All treasury activities are co-ordinated through a central function (Group Treasury), the purpose of which is to manage the financial risks of the Group and to secure short and long-term funding at the minimum cost to the Group. It operates within a framework of clearly defined Board-approved policies and procedures, including permissible funding and hedging instruments, exposure limits and a system of authorities for the approval and execution of transactions. It operates on a cost centre basis and is not permitted to make use of financial instruments or other derivatives other than to hedge identified exposures of the Group. Speculative use of such instruments or derivatives is not permitted. Group Treasury prepares reports at least annually to the Board, and on a monthly basis to the Finance Director and other senior executives of the Group. In addition, liquidity, interest rate, currency and other financial risk exposures are monitored weekly. The overall indebtedness of the Group is reported on a weekly basis to the Chief Executive and the Finance Director. The Group Treasury function is subject to an annual internal and external review of controls.

Funding and liquidity

At 31 December 2011, UK committed bank facilities were £755 million. Within this, there are committed revolving credit facilities of £675 million that include £445 million of new five year facilities put in place in the second half of the year. The balance of UK committed facilities of £80 million is an eight-year amortising facility from the European Investment Bank (EIB). At 31 December 2011, drawings against the revolving credit facilities were £33 million and the Group drew down in full its £80 million facility from the EIB. The EIB loan is repayable in five £16 million instalments from 2015 and bears a fixed interest rate of 4.1%. Capital market borrowings were £526 million at 31 December 2011 and include unsecured issues of £176 million 7% bonds maturing in May 2012 and £350 million 6.75% bonds maturing in October 2019. The weighted average maturity profile of the Group’s committed borrowing facilities was 4.7 years. This leaves the Group well placed in the short term to manage sudden changes in liquidity in the financial markets.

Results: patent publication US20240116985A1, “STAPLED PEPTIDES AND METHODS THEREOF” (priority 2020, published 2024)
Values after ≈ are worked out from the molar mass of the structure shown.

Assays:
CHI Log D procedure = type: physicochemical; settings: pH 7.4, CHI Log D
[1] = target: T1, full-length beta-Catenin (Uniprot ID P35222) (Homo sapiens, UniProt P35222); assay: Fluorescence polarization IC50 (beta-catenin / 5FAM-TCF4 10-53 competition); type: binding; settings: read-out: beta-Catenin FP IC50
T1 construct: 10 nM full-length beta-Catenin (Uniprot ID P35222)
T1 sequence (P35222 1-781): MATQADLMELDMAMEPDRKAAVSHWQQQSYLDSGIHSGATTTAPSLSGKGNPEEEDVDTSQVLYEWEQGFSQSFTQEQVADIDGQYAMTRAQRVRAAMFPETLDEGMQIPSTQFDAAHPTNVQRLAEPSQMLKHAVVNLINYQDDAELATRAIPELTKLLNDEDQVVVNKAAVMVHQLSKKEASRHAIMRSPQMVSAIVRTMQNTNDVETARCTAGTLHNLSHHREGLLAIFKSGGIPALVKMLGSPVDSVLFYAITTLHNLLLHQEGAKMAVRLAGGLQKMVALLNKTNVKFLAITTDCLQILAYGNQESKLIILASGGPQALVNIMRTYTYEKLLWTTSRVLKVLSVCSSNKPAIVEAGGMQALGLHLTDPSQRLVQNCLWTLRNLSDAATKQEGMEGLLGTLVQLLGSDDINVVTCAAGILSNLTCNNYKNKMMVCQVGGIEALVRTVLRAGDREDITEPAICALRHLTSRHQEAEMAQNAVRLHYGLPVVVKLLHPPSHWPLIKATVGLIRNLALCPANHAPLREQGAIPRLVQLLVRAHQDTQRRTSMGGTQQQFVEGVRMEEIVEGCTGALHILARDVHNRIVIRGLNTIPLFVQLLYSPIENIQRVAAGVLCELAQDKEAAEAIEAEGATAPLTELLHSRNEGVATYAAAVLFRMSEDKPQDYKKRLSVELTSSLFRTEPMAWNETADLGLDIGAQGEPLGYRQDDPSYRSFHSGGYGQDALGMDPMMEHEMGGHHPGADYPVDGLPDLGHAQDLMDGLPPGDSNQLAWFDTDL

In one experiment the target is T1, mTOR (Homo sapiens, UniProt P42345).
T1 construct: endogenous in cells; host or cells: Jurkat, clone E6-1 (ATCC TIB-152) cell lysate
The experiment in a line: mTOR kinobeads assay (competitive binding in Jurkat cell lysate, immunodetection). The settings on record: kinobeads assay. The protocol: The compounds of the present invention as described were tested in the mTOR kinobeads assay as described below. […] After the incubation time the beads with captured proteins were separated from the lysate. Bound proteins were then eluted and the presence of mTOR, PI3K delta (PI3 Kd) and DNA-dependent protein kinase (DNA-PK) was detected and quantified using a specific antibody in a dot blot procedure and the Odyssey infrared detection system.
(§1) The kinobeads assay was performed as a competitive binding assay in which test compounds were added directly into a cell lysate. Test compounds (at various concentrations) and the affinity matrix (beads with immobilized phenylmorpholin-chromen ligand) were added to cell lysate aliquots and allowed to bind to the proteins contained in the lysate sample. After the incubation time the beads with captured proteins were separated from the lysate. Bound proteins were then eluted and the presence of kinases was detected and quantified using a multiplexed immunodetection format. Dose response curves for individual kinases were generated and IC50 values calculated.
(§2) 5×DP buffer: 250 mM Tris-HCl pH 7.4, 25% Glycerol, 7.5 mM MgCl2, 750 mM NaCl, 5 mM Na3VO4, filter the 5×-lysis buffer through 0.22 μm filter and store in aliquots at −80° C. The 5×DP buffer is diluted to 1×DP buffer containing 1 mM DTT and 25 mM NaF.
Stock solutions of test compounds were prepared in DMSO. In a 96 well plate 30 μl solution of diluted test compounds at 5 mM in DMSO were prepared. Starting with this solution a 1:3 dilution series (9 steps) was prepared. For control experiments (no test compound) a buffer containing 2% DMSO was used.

All of the Group’s committed credit facilities have a financial covenant requiring EBITDA of subsidiaries to be at least 3.5 times net financing costs. In addition, the new five-year revolving credit facilities put in place in 2011 contains a financial covenant requiring net debt to be no greater than 3 times EBITDA of subsidiaries. The covenants are tested every six months using the previous 12 months results. For the 12 months to 31 December 2011 EBITDA was 12.9 times greater than net interest, whilst net debt was 0.9 times EBITDA.

Financial resources and going concern

At 31 December 2011, the Group had net borrowings of £538 million. In addition, it had available, but undrawn, committed UK borrowing facilities totalling £642 million. The next maturities of the Group’s committed UK borrowing facilities are £176 million unsecured bond in May 2012 and £160 million revolving bank credit facilities in July 2013.

The Directors have assessed the future funding requirements of the Group and the Company and compared them to the level of committed available borrowing facilities. The assessment included a review of both divisional and Group financial forecasts, financial instruments and hedging arrangements for the 19 months from the balance sheet date. Major assumptions have been compared to external reference points such as global light vehicle volumes, build schedules from aircraft assemblers and market forecasts from major manufacturers of agricultural and construction machinery.

The forecasts show that the Group will have a sufficient level of headroom in the foreseeable future and an assessment of the likelihood of breaching covenants in this period is considered to be remote.

Having undertaken this work, the Directors are of the opinion that the Group has adequate committed resources to fund its operations for the foreseeable future and so determine that it is appropriate for the financial statements to be prepared on a going concern basis.